Tuesday, December 28, 2010
One of the better aspects of taking a holiday vacation is that I have free time where I get to do things like binge on the entire second season of Parks and Recreation on Netflix. The show finally makes it back for Season 3 on January 20th, and revisiting Season 2 has only made me more psyched for that.
More interestingly, revisiting the second season has allowed me to appreciate it without some of the things that were hanging over my head during its original run. Remember, after a shaky season 1, there was a definite "prove it to me" mandate placed on this show, and especially in the early part of the season the show was under a whole lot of scrutiny as to its long-term viability. Watching the season now -- with the show a critical darling (if not a commercial smash) -- I can appreciate the episodes on their own merits, and BOY do they make for a fantastic collection.
They're such a uniformly strong collection of episodes, in fact, that I think the series as a whole may have suffered some by not having that one episode for everyone to hang their hat on. Community had "Modern Warfare," Modern Family had "Fizbo," The Office had the Niagara Falls wedding. There doesn't seem to be anything in the way of consensus around which P&R episode was the standout, but in many ways that only underlines what a strong season it was. Myles McNutt, for example, named "Sweetums" his favorite P&R episode on his blog Cultural Learnings. It says an awful lot that I can love "Sweetums" as much as I did and it still didn't crack my own top 10. What episodes did make my list? I'M SO GLAD YOU ASKED!
1) "The Camel" (Episode 9; aired 11/12/09)
The master plot, which saw the P&R department (plus Ann, minus Ron) designing murals to replace the offensive (but historically accurate) ones currently on display, showcased an ensemble firing on all cylinders. It's that ensemble that puts this show head-and-shoulders above the rest of the shows on TV (save Cougar Town, but that's an argument for another day). Some of my favorite beats of the season are here. Jerry getting mocked for his "murinal." Donna's obsession with celebrities from Indiana. Tom becoming entranced by a piece of abstract art (a brilliant and essential tweak to Tom's character). Plus another reminder of the Parks department's adversarial relationship with the other areas of city government. It's the B-plot that puts this at #1, as Ron Swanson gets a shoeshine/accidental foot massage from Andy and emits a moan that freaks everybody out.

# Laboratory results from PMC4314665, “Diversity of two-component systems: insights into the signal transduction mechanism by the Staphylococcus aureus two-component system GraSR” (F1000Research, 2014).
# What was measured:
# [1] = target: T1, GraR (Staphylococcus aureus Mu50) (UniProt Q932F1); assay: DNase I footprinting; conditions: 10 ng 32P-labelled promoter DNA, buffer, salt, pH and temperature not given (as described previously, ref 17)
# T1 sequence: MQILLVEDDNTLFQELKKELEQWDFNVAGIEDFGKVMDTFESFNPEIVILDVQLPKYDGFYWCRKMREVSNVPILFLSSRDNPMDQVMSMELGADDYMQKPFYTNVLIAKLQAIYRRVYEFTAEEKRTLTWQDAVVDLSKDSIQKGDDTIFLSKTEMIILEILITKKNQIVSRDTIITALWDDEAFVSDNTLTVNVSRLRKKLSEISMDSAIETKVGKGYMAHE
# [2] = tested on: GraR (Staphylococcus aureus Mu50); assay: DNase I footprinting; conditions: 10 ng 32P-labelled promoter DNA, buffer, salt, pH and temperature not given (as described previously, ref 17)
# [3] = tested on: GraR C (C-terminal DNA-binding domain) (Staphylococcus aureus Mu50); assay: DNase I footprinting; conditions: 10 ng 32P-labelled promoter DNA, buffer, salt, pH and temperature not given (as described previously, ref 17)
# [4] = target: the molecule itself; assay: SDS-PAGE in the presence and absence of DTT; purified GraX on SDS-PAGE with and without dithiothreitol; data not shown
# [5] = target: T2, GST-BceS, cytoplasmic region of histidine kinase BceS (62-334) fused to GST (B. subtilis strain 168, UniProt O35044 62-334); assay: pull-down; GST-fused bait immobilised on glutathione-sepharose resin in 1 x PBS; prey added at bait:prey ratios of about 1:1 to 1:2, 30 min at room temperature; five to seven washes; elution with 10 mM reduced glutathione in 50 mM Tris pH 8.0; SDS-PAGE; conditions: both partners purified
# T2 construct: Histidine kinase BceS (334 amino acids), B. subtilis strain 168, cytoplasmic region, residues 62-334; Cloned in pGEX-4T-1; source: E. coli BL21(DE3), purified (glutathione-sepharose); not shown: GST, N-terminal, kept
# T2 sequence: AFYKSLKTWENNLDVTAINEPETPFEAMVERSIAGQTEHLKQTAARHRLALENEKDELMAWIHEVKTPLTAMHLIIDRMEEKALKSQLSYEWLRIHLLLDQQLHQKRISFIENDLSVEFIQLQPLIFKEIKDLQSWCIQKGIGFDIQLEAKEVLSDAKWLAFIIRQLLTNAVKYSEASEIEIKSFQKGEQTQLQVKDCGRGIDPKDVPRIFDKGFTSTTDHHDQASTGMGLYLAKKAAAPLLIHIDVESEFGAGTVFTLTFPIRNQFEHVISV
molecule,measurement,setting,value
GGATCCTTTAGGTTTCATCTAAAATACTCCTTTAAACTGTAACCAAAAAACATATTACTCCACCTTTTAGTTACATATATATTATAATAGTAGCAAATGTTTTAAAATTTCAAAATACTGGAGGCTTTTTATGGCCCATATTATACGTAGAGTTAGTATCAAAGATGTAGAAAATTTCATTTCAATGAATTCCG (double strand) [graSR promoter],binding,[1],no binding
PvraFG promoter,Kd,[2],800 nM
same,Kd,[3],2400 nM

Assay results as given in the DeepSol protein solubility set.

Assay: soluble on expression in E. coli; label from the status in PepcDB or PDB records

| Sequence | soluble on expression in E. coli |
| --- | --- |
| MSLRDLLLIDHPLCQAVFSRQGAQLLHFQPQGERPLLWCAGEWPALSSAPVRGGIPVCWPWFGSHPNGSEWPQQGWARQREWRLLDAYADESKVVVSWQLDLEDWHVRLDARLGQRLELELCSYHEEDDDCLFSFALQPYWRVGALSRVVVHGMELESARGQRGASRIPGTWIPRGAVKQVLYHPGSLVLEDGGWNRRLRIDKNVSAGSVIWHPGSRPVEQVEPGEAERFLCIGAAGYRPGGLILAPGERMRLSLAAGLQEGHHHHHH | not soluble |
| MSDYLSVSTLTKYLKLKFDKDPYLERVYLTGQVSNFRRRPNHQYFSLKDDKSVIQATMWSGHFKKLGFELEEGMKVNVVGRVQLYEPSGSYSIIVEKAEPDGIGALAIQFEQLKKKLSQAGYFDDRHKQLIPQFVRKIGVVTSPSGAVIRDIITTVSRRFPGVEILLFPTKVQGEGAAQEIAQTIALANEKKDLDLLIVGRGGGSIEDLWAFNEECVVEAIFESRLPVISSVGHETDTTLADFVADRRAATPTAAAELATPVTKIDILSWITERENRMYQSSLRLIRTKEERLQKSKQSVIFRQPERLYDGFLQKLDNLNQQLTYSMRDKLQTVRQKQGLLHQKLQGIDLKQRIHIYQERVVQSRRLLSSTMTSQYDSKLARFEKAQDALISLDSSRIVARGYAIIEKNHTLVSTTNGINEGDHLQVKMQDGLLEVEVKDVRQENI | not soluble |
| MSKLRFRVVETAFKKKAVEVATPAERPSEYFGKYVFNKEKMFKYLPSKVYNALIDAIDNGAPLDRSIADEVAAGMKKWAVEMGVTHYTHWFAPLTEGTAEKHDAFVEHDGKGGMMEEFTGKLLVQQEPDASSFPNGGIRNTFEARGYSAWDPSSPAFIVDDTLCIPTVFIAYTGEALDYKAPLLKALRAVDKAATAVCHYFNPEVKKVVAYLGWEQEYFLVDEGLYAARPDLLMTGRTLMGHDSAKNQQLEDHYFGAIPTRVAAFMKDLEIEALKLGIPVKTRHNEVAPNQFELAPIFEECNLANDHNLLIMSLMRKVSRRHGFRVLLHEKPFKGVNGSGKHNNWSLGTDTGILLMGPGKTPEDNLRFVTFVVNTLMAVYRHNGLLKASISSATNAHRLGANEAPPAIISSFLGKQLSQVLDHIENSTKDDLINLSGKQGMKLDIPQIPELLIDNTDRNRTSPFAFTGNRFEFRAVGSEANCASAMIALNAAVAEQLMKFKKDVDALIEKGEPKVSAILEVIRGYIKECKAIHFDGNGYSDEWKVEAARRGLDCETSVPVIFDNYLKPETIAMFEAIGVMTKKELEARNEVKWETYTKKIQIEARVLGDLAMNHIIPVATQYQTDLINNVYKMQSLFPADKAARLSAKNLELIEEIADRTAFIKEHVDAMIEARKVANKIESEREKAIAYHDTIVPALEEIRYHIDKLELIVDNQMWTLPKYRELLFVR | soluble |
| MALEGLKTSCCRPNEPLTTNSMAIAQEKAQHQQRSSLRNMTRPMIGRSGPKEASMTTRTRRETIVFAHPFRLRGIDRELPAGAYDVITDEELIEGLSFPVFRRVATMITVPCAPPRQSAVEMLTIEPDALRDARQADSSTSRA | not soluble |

2) "Greg Pikitis" (Episdoe 7; aired 10/29/09)
The subplot in this one -- Ann's loser of a Halloween party that gets brought to life by Tom "T-Pain" Haverford -- isn't quite as hysterical in "Greg," but the main plot, with Leslie taking on the local no-good teen of the episode's title is a defining story, capitalizing on Leslie's obsession, local pride, and overestimation of her own standing in the community.
3) "Hunting Trip" (Episode 10; aired 11/19/09)
Another superb "the whole gang comes together" outing, as Ron's guys-only hunting trip gets crashed by Leslie, Ann, Tom, and Donna. This one's a crucial step in the "Leslie earns Ron's respect" arc that really defined the season, plus we get Donna's maniacal concern over her car (a recurring theme), plus back in Pawnee, the sweet beginnings of the Andy/April romance.